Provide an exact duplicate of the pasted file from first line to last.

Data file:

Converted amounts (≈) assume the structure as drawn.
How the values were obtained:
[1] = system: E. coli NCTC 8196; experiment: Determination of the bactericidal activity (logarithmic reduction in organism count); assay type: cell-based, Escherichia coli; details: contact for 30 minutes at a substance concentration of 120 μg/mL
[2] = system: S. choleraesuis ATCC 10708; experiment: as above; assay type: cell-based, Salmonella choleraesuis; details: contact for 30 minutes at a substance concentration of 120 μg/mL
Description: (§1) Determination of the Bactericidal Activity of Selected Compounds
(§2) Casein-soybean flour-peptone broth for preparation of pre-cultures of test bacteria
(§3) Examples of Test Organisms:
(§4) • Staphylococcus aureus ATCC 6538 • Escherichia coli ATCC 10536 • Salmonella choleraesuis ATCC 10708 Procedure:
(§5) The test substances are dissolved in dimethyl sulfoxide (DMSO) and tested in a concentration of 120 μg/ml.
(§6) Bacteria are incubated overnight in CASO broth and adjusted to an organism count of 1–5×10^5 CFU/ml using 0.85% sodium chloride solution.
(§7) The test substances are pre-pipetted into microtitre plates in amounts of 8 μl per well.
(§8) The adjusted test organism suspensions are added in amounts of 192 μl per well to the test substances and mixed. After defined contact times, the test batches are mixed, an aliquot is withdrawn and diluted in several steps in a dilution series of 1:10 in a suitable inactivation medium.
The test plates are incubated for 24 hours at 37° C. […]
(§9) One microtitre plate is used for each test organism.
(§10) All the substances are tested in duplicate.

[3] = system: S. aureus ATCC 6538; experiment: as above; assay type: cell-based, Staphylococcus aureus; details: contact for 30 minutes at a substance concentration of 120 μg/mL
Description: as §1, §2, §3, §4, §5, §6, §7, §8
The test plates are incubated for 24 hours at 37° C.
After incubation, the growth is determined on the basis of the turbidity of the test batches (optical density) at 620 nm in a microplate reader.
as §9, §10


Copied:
Converted amounts (≈) assume the structure as drawn.
How the values were obtained:
[1] = system: E. coli NCTC 8196; experiment: Determination of the bactericidal activity (logarithmic reduction in organism count); assay type: cell-based, Escherichia coli; details: contact for 30 minutes at a substance concentration of 120 μg/mL
[2] = system: S. choleraesuis ATCC 10708; experiment: as above; assay type: cell-based, Salmonella choleraesuis; details: contact for 30 minutes at a substance concentration of 120 μg/mL
Description: (§1) Determination of the Bactericidal Activity of Selected Compounds
(§2) Casein-soybean flour-peptone broth for preparation of pre-cultures of test bacteria
(§3) Examples of Test Organisms:
(§4) • Staphylococcus aureus ATCC 6538 • Escherichia coli ATCC 10536 • Salmonella choleraesuis ATCC 10708 Procedure:
(§5) The test substances are dissolved in dimethyl sulfoxide (DMSO) and tested in a concentration of 120 μg/ml.
(§6) Bacteria are incubated overnight in CASO broth and adjusted to an organism count of 1–5×10^5 CFU/ml using 0.85% sodium chloride solution.
(§7) The test substances are pre-pipetted into microtitre plates in amounts of 8 μl per well.
(§8) The adjusted test organism suspensions are added in amounts of 192 μl per well to the test substances and mixed. After defined contact times, the test batches are mixed, an aliquot is withdrawn and diluted in several steps in a dilution series of 1:10 in a suitable inactivation medium.
The test plates are incubated for 24 hours at 37° C. […]
(§9) One microtitre plate is used for each test organism.
(§10) All the substances are tested in duplicate.

[3] = system: S. aureus ATCC 6538; experiment: as above; assay type: cell-based, Staphylococcus aureus; details: contact for 30 minutes at a substance concentration of 120 μg/mL
Description: as §1, §2, §3, §4, §5, §6, §7, §8
The test plates are incubated for 24 hours at 37° C.
After incubation, the growth is determined on the basis of the turbidity of the test batches (optical density) at 620 nm in a microplate reader.
as §9, §10